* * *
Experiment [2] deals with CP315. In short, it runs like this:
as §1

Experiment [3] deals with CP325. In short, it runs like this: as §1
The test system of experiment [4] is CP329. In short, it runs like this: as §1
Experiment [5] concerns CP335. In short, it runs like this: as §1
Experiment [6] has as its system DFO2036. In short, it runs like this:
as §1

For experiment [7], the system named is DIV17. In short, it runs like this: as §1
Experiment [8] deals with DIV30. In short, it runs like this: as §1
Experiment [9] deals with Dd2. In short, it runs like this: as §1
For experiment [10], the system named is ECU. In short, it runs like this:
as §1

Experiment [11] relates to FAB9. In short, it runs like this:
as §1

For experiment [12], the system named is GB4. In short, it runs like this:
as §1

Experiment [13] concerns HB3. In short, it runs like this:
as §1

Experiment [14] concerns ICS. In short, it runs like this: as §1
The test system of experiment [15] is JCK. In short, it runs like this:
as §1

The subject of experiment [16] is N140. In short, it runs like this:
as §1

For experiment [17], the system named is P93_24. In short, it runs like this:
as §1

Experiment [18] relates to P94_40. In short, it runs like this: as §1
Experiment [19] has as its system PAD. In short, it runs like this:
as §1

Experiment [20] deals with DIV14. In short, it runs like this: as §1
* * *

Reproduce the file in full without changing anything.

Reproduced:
Experiment [2] deals with CP315. In short, it runs like this:
as §1

Experiment [3] deals with CP325. In short, it runs like this: as §1
The test system of experiment [4] is CP329. In short, it runs like this: as §1
Experiment [5] concerns CP335. In short, it runs like this: as §1
Experiment [6] has as its system DFO2036. In short, it runs like this:
as §1

For experiment [7], the system named is DIV17. In short, it runs like this: as §1
Experiment [8] deals with DIV30. In short, it runs like this: as §1
Experiment [9] deals with Dd2. In short, it runs like this: as §1
For experiment [10], the system named is ECU. In short, it runs like this:
as §1

Experiment [11] relates to FAB9. In short, it runs like this:
as §1

For experiment [12], the system named is GB4. In short, it runs like this:
as §1

Experiment [13] concerns HB3. In short, it runs like this:
as §1

Experiment [14] concerns ICS. In short, it runs like this: as §1
The test system of experiment [15] is JCK. In short, it runs like this:
as §1

The subject of experiment [16] is N140. In short, it runs like this:
as §1

For experiment [17], the system named is P93_24. In short, it runs like this:
as §1

Experiment [18] relates to P94_40. In short, it runs like this: as §1
Experiment [19] has as its system PAD. In short, it runs like this:
as §1

Experiment [20] deals with DIV14. In short, it runs like this: as §1